Thursday, December 22, 2016

Why Aleppo and Cairo should change Christmas!



As Christmas approaches I can't help but think of the people of Aleppo. Or the many women and children recently killed (martyred) in Cairo. How can we not? How can we not think of them when they are being killed for believing in Christmas. For believing in Christ.

I recently gave a presentation at a parish on the meaning of the Incarnation and how this spills over into our every day life. The very word incarnation--to become flesh-- takes on so many meanings when we relate it to how we incarnate our faith. And never, ever has it been more dire to realize the meaning of the incarnation or how to incarnate the faith than now. If we let this Christmas pass as just another celebration, another festive occasion where we exchange a myriad of gifts, than those deaths, on the other side of the world, have merely been in vain to us.

This is not possible! It would be scandalous!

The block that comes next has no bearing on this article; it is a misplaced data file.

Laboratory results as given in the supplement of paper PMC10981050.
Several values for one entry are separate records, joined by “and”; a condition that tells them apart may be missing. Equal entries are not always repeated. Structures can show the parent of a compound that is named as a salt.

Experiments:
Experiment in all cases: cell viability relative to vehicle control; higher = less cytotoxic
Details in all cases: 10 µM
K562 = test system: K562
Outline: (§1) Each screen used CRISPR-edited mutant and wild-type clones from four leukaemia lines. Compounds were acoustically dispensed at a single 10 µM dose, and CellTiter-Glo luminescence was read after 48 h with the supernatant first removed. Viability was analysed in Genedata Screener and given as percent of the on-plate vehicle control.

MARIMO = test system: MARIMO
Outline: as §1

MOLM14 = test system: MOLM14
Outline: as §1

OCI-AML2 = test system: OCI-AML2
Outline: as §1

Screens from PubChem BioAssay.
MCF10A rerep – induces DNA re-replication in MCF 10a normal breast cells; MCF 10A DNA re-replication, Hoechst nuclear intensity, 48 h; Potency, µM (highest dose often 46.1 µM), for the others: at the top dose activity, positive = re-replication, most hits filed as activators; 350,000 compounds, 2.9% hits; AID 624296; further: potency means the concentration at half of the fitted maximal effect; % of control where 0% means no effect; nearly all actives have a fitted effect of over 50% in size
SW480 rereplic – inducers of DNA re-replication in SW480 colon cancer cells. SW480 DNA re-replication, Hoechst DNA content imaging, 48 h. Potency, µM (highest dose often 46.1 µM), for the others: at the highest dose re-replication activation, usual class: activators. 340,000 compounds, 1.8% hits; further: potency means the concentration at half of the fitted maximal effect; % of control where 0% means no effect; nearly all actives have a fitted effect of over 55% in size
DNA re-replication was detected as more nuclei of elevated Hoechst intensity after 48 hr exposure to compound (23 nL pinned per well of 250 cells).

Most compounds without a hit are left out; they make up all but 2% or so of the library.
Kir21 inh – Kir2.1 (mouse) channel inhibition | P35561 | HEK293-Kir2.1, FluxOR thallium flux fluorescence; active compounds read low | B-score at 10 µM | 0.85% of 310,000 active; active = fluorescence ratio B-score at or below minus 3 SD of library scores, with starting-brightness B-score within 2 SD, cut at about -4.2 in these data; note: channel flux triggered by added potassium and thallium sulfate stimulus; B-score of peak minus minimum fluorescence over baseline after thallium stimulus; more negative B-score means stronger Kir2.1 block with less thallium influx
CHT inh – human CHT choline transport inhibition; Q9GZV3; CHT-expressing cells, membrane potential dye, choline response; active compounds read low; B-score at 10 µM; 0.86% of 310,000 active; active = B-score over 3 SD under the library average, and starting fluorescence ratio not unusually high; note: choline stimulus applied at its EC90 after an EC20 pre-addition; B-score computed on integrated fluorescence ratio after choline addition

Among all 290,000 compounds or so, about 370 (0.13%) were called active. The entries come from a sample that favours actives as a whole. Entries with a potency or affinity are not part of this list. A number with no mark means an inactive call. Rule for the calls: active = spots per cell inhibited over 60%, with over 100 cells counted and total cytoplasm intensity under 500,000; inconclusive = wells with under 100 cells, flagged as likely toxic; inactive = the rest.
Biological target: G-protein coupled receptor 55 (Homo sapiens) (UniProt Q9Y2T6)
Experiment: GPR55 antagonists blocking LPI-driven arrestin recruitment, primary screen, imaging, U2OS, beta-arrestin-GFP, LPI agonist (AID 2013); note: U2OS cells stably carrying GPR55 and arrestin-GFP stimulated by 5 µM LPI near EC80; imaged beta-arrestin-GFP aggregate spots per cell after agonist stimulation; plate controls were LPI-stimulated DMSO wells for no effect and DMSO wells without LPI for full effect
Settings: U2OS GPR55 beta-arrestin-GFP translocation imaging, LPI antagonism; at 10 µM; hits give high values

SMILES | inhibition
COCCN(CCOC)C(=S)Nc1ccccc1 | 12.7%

Let me start by just saying that our God, the triune God that we proclaim as Father and Son and Holy Spirit, is a very practical God. Our faith, the Catholic faith, is very practical. This time, right now that we are living, the season of Advent, is proposed by the Church so that we may prepare, for that very day when Christ returns, as an infant, on Christmas.

And what God is this, that comes to us as an innocent child? What God would "become flesh" and come as we all do, through the womb of a woman (a virgin mother) and be born in a stable? You see, our thought of that cozy little wooden stable is not at all what it was like. In Bethlehem, the rocky, hilly fields were dotted with natural caves where many used to find shelter for themselves and for their animals.